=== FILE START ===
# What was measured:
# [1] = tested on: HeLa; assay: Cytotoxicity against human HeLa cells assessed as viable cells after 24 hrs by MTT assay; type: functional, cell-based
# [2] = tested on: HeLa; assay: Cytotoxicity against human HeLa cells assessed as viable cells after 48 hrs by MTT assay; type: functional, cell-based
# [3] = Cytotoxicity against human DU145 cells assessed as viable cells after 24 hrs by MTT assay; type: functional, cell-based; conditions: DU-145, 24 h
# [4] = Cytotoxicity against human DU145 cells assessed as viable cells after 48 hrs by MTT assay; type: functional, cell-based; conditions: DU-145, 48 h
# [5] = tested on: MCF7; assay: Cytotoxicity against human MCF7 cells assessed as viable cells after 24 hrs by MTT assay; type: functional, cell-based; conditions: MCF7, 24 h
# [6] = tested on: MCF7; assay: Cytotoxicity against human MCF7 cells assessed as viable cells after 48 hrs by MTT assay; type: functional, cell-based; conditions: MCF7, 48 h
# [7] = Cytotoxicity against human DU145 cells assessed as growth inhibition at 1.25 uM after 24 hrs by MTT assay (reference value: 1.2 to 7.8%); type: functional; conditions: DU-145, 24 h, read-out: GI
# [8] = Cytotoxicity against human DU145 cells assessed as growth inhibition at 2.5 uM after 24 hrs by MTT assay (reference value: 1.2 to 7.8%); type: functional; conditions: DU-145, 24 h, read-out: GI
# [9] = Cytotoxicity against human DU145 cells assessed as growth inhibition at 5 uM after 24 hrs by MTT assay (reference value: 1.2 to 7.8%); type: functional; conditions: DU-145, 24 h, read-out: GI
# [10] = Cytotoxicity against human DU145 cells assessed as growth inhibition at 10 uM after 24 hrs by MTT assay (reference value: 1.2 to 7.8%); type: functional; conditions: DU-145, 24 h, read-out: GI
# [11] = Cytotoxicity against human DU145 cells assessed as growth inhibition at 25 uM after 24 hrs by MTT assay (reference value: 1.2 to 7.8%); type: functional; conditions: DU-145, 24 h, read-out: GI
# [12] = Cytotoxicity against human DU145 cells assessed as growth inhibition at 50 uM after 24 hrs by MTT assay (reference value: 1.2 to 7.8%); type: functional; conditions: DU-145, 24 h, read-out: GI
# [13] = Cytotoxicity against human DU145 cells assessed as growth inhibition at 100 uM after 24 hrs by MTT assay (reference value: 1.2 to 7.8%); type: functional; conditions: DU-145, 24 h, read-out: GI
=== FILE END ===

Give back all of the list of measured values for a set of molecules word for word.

# What was measured:
# [1] = tested on: HeLa; assay: Cytotoxicity against human HeLa cells assessed as viable cells after 24 hrs by MTT assay; type: functional, cell-based
# [2] = tested on: HeLa; assay: Cytotoxicity against human HeLa cells assessed as viable cells after 48 hrs by MTT assay; type: functional, cell-based
# [3] = Cytotoxicity against human DU145 cells assessed as viable cells after 24 hrs by MTT assay; type: functional, cell-based; conditions: DU-145, 24 h
# [4] = Cytotoxicity against human DU145 cells assessed as viable cells after 48 hrs by MTT assay; type: functional, cell-based; conditions: DU-145, 48 h
# [5] = tested on: MCF7; assay: Cytotoxicity against human MCF7 cells assessed as viable cells after 24 hrs by MTT assay; type: functional, cell-based; conditions: MCF7, 24 h
# [6] = tested on: MCF7; assay: Cytotoxicity against human MCF7 cells assessed as viable cells after 48 hrs by MTT assay; type: functional, cell-based; conditions: MCF7, 48 h
# [7] = Cytotoxicity against human DU145 cells assessed as growth inhibition at 1.25 uM after 24 hrs by MTT assay (reference value: 1.2 to 7.8%); type: functional; conditions: DU-145, 24 h, read-out: GI
# [8] = Cytotoxicity against human DU145 cells assessed as growth inhibition at 2.5 uM after 24 hrs by MTT assay (reference value: 1.2 to 7.8%); type: functional; conditions: DU-145, 24 h, read-out: GI
# [9] = Cytotoxicity against human DU145 cells assessed as growth inhibition at 5 uM after 24 hrs by MTT assay (reference value: 1.2 to 7.8%); type: functional; conditions: DU-145, 24 h, read-out: GI
# [10] = Cytotoxicity against human DU145 cells assessed as growth inhibition at 10 uM after 24 hrs by MTT assay (reference value: 1.2 to 7.8%); type: functional; conditions: DU-145, 24 h, read-out: GI
# [11] = Cytotoxicity against human DU145 cells assessed as growth inhibition at 25 uM after 24 hrs by MTT assay (reference value: 1.2 to 7.8%); type: functional; conditions: DU-145, 24 h, read-out: GI
# [12] = Cytotoxicity against human DU145 cells assessed as growth inhibition at 50 uM after 24 hrs by MTT assay (reference value: 1.2 to 7.8%); type: functional; conditions: DU-145, 24 h, read-out: GI
# [13] = Cytotoxicity against human DU145 cells assessed as growth inhibition at 100 uM after 24 hrs by MTT assay (reference value: 1.2 to 7.8%); type: functional; conditions: DU-145, 24 h, read-out: GI